Friday, October 19, 2012

Harvest Ingredient 14: Potato Gallery

There are literally thousands of types of potato world wide, about 5000 to be precise.  They are the world's 4th most consumed food; behind rice, maize (corn) and wheat.  But they originated in the Andes, here are a few true natives of the New World that are readily available to grow from seed sources at home.  So many of the originals, such as the potatoes above are so indigenous and have had to be protected from big corporations privatising indigenous crops that they are not currently available to the home grower.  As you can see original potatoes came and still come in a variety of shapes, colors and sizes, some of the most interesting being the knobby ones or various shades--these are still known as "bride potatoes."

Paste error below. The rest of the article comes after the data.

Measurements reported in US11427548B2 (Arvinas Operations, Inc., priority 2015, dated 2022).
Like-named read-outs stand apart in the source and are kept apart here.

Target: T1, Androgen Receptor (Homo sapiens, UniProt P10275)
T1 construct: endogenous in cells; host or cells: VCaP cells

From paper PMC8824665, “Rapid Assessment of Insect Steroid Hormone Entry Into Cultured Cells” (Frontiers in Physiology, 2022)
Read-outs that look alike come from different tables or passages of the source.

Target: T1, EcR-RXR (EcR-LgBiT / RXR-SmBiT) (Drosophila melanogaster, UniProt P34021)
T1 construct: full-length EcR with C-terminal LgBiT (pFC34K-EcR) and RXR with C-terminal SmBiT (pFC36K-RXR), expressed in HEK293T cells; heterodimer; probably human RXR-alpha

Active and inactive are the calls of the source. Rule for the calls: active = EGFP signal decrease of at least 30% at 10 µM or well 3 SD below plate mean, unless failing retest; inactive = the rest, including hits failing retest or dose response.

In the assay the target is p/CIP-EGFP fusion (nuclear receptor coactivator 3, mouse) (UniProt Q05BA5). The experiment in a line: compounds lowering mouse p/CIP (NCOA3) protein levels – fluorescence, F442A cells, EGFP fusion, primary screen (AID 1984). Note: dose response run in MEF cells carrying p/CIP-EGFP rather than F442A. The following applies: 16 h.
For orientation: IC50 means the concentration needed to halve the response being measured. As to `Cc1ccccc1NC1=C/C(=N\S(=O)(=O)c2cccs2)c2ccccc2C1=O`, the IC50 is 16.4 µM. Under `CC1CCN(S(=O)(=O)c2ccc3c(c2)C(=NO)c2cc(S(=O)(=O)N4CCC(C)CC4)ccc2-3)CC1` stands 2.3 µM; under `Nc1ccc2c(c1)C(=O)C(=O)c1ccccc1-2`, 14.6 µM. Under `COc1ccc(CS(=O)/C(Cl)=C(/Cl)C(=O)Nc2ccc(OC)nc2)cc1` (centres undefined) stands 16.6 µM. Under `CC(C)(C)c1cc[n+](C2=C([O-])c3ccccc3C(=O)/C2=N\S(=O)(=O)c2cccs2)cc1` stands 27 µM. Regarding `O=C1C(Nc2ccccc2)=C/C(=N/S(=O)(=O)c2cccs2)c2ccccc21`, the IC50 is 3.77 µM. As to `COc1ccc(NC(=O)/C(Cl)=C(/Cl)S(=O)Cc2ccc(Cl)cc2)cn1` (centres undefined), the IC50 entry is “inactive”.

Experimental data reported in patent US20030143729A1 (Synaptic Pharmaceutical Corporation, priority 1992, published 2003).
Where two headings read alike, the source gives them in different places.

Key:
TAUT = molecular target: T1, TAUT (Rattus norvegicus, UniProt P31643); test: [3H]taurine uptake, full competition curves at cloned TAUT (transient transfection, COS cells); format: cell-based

The one Andean cultivar widely available:  The Peruvian Purple Fingerling  available from  The Potato Garden (photo from their website)

When potatoes were introduced to North America, they thrived in northern climates for obvious reasons, this is one of the heirlooms from Maine.

The Red Thumb Fingerling is another potato very close to some of the original Andean cultivars

The Dakota Rose is a recent cultivar based on heirlooms, specifically the Red Norland from North Dakota University

Adirondack Blue another recent blue cultivar, this time from Cornell University, based on very old cultivars (photo: Potato Garden

The Russet Potato, the one that is most readily available in supermarkets is one older North American cultivar.

Purple Majesty Potato

Huckleberry Potatoes

Garnet Chile Potato (photo:  Potato Garden
All Blue

All Red

Banana Fingerling Potatoes

Rose Fynn Apple Potatoes

Yukon Gold Potatoes--another variety that is easily found in supermarkets
Katahdin Potatoes for market--another Maine heirloom

White Wax Potatoes

Caribe Potato

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